By Ronald J. Deibert, John G. Palfrey, Rafal Rohozinski, Jonathan Zittrain
Many nations all over the world block or filter out net content material, denying entry to information—often approximately politics, but additionally when it comes to sexuality, tradition, or religion—that they deem too delicate for usual voters. entry Denied records and analyzes web filtering practices in over 3 dozen international locations, providing the 1st conscientiously performed examine of this accelerating pattern. web filtering occurs in a minimum of 40 states around the globe together with many nations in Asia and the center East and North Africa. comparable net content material regulate mechanisms also are in position in Canada, the U.S., and a cluster of nations in Europe. Drawing on a just-completed survey of worldwide web filtering undertaken by means of the OpenNet Initiative (a collaboration of the Berkman middle for net and Society at Harvard legislations tuition, the Citizen Lab on the college of Toronto, the Oxford web Institute at Oxford collage, and the college of Cambridge) and counting on paintings via local specialists and an intensive community of researchers, entry Denied examines the political, criminal, social, and cultural contexts of net filtering in those states from various views. Chapters speak about the mechanisms and politics of net filtering, the strengths and obstacles of the know-how that powers it, the relevance of foreign legislation, moral issues for firms that offer states with the instruments for blockading and filtering, and the results of web filtering for activist groups that more and more depend on net applied sciences for speaking their missions. studies on net content material rules in 40 varied nations persist with, with every one kingdom profile outlining the categories of content material blocked through classification and documenting key findings. Contributors : Ross Anderson, Malcolm Birdling, Ronald Deibert, Robert Faris, Vesselina Haralampieva, Steven Murdoch, Helmi Noman, John Palfrey, Rafal Rohozinski, Mary Rundle, Nart Villeneuve, Stephanie Wang, and Jonathan Zittrain
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Additional info for Access Denied. Practice and Policy of Global Internet Filtering [censorship]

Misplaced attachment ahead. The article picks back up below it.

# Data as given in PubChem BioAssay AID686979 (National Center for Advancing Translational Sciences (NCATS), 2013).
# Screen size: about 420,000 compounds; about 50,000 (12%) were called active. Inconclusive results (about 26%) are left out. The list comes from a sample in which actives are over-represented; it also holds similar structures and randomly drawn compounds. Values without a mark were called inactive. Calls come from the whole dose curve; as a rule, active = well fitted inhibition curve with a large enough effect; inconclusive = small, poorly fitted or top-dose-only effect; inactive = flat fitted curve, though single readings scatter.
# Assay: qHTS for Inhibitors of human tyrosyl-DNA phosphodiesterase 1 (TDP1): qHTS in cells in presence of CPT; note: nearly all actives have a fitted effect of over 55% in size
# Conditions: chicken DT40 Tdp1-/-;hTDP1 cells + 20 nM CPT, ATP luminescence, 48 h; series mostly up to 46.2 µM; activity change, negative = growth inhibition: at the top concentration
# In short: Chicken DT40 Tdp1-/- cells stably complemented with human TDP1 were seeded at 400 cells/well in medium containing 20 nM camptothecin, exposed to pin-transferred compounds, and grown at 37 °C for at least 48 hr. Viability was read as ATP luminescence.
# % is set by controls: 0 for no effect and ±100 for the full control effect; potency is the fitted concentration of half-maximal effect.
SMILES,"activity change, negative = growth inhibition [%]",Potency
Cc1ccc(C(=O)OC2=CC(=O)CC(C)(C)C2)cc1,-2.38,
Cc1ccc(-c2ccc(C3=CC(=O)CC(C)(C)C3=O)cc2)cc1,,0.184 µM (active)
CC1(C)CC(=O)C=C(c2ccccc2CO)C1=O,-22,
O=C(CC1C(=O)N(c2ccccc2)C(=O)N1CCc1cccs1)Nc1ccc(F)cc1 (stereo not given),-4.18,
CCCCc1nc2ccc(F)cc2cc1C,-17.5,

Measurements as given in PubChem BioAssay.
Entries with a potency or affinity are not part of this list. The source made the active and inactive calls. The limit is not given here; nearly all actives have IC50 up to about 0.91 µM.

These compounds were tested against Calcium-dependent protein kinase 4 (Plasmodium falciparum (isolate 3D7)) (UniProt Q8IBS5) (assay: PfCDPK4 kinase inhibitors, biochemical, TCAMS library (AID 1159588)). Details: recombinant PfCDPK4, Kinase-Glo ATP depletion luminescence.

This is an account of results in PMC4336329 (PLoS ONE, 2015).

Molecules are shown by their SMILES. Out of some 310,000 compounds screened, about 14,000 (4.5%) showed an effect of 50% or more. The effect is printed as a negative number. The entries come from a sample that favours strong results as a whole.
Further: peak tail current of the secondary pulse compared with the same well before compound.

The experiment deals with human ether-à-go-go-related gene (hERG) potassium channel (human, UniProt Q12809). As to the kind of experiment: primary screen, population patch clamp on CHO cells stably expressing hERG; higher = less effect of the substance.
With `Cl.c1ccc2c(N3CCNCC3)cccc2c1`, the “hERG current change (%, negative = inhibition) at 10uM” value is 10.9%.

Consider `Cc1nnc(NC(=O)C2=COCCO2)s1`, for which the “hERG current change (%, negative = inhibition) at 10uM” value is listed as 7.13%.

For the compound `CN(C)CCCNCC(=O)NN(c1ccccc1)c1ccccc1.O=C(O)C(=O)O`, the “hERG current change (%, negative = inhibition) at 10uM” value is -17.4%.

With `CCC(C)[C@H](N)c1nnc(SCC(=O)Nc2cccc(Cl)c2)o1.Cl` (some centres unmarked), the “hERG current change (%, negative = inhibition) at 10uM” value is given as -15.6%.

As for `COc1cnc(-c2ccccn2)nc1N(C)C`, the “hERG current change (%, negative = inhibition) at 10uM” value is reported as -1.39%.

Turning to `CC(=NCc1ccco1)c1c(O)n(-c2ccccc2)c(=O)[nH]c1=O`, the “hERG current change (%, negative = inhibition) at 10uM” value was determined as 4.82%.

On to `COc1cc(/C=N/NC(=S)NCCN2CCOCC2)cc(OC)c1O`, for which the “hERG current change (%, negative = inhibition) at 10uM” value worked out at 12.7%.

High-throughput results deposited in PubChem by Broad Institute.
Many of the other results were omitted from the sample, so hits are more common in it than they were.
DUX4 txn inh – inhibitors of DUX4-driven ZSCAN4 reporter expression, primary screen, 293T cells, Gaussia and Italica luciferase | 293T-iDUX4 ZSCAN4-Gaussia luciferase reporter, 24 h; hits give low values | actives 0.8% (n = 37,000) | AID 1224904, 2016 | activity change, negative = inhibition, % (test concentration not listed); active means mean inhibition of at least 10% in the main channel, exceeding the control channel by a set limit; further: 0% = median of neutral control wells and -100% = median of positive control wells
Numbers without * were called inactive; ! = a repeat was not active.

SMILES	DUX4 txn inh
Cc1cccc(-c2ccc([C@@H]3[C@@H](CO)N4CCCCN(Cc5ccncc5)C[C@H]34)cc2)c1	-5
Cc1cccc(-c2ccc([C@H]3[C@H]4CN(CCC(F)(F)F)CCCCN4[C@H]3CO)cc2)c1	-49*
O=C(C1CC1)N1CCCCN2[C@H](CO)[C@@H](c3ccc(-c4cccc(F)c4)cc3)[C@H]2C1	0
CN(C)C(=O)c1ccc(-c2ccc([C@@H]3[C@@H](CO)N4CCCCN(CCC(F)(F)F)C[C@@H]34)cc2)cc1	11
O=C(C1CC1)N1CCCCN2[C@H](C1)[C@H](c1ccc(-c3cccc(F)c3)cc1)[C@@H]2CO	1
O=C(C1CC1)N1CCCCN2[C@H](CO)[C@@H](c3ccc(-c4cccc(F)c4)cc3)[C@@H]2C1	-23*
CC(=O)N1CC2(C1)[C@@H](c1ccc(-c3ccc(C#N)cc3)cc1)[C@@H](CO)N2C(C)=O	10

Much of the legal regulation that empowers state agencies to carry out filtering and surveillance tends to be very broadly and vaguely stated, where it is stated at all. A theme that runs through this book is that Internet regulation takes many forms—not just technical, not just legal—and that regulation takes place not just in developing economies but in some of the world’s most prosperous regimes as well. ’’8 Often, these local legal requirements strike a dissonant chord when set alongside international human rights standards, a topic covered in greater detail, and from two different perspectives, in chapters 5 and 6 of this book.
In other words, no state has been able to consistently block access to a range of sites meeting specified criteria. S. firm, Secure Computing, that also assists schools in keeping children away from such Web sites. China has the most consistent record of responding to the shifting content of the Web, likely reflecting a devotion of the most resources to the filtering enterprise. Our research shows changes among sites blocked over time in some states, such as Iran, Saudi Arabia, and China. As we repeat this global survey in future years, we expect to be able to describe changes over time with greater certainty.
The blocking of this wide array of blogs could be the result of a lack of technical sophistication or a desire to simultaneously silence the entire collection of blogs hosted on the site. The other prominent target of filtering is political parties, followed by NGOs focused on a particular region or country, and Web sites run by individuals. The implications of targeting civic groups and individual blogs are addressed by Deibert and Rohozinski in chapter 6 of this volume. First Steps Toward Understanding Internet Filtering In this chapter, we summarize what we have learned over the past year regarding the incidence of global Internet filtering.
Access Denied. Practice and Policy of Global Internet Filtering [censorship] by Ronald J. Deibert, John G. Palfrey, Rafal Rohozinski, Jonathan Zittrain